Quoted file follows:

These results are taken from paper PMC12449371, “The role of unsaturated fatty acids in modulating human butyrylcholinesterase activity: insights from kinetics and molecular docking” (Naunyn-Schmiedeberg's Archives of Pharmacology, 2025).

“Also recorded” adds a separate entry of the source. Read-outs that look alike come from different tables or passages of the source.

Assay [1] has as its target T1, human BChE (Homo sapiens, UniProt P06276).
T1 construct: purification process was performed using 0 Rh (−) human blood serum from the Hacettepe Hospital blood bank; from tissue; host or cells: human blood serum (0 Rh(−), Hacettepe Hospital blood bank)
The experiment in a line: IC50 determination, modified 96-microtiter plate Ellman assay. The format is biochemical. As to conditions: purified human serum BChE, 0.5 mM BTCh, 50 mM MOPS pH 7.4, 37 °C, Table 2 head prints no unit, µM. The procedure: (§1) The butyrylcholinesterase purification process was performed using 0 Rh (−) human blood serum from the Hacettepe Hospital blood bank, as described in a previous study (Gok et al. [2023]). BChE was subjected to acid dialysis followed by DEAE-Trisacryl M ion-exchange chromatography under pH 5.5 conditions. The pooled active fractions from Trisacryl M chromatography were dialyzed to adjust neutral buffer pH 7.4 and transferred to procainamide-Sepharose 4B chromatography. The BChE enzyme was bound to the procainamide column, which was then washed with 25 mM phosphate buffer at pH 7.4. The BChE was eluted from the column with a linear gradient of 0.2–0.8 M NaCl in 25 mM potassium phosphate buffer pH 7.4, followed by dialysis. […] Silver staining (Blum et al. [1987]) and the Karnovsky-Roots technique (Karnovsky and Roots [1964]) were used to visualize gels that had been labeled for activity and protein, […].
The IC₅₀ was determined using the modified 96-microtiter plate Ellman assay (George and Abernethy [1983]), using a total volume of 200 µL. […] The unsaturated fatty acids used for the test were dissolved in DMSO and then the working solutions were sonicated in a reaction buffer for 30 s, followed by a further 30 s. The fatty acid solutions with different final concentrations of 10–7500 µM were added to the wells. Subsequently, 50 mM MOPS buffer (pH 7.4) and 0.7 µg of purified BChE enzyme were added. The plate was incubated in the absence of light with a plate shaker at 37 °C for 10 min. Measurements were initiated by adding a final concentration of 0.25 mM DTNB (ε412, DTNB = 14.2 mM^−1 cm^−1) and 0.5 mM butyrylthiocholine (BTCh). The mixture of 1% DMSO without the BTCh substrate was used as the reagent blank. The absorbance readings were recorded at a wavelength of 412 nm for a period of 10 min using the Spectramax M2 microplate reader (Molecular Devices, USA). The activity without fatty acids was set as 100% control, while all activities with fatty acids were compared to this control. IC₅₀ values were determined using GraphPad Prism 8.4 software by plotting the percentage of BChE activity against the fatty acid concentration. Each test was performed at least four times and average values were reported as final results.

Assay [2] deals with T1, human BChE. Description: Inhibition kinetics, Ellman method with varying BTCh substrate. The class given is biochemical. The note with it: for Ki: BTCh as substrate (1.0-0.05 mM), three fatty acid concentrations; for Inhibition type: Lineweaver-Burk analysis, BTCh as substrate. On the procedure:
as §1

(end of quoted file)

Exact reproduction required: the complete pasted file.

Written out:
These results are taken from paper PMC12449371, “The role of unsaturated fatty acids in modulating human butyrylcholinesterase activity: insights from kinetics and molecular docking” (Naunyn-Schmiedeberg's Archives of Pharmacology, 2025).

“Also recorded” adds a separate entry of the source. Read-outs that look alike come from different tables or passages of the source.

Assay [1] has as its target T1, human BChE (Homo sapiens, UniProt P06276).
T1 construct: purification process was performed using 0 Rh (−) human blood serum from the Hacettepe Hospital blood bank; from tissue; host or cells: human blood serum (0 Rh(−), Hacettepe Hospital blood bank)
The experiment in a line: IC50 determination, modified 96-microtiter plate Ellman assay. The format is biochemical. As to conditions: purified human serum BChE, 0.5 mM BTCh, 50 mM MOPS pH 7.4, 37 °C, Table 2 head prints no unit, µM. The procedure: (§1) The butyrylcholinesterase purification process was performed using 0 Rh (−) human blood serum from the Hacettepe Hospital blood bank, as described in a previous study (Gok et al. [2023]). BChE was subjected to acid dialysis followed by DEAE-Trisacryl M ion-exchange chromatography under pH 5.5 conditions. The pooled active fractions from Trisacryl M chromatography were dialyzed to adjust neutral buffer pH 7.4 and transferred to procainamide-Sepharose 4B chromatography. The BChE enzyme was bound to the procainamide column, which was then washed with 25 mM phosphate buffer at pH 7.4. The BChE was eluted from the column with a linear gradient of 0.2–0.8 M NaCl in 25 mM potassium phosphate buffer pH 7.4, followed by dialysis. […] Silver staining (Blum et al. [1987]) and the Karnovsky-Roots technique (Karnovsky and Roots [1964]) were used to visualize gels that had been labeled for activity and protein, […].
The IC₅₀ was determined using the modified 96-microtiter plate Ellman assay (George and Abernethy [1983]), using a total volume of 200 µL. […] The unsaturated fatty acids used for the test were dissolved in DMSO and then the working solutions were sonicated in a reaction buffer for 30 s, followed by a further 30 s. The fatty acid solutions with different final concentrations of 10–7500 µM were added to the wells. Subsequently, 50 mM MOPS buffer (pH 7.4) and 0.7 µg of purified BChE enzyme were added. The plate was incubated in the absence of light with a plate shaker at 37 °C for 10 min. Measurements were initiated by adding a final concentration of 0.25 mM DTNB (ε412, DTNB = 14.2 mM^−1 cm^−1) and 0.5 mM butyrylthiocholine (BTCh). The mixture of 1% DMSO without the BTCh substrate was used as the reagent blank. The absorbance readings were recorded at a wavelength of 412 nm for a period of 10 min using the Spectramax M2 microplate reader (Molecular Devices, USA). The activity without fatty acids was set as 100% control, while all activities with fatty acids were compared to this control. IC₅₀ values were determined using GraphPad Prism 8.4 software by plotting the percentage of BChE activity against the fatty acid concentration. Each test was performed at least four times and average values were reported as final results.

Assay [2] deals with T1, human BChE. Description: Inhibition kinetics, Ellman method with varying BTCh substrate. The class given is biochemical. The note with it: for Ki: BTCh as substrate (1.0-0.05 mM), three fatty acid concentrations; for Inhibition type: Lineweaver-Burk analysis, BTCh as substrate. On the procedure:
as §1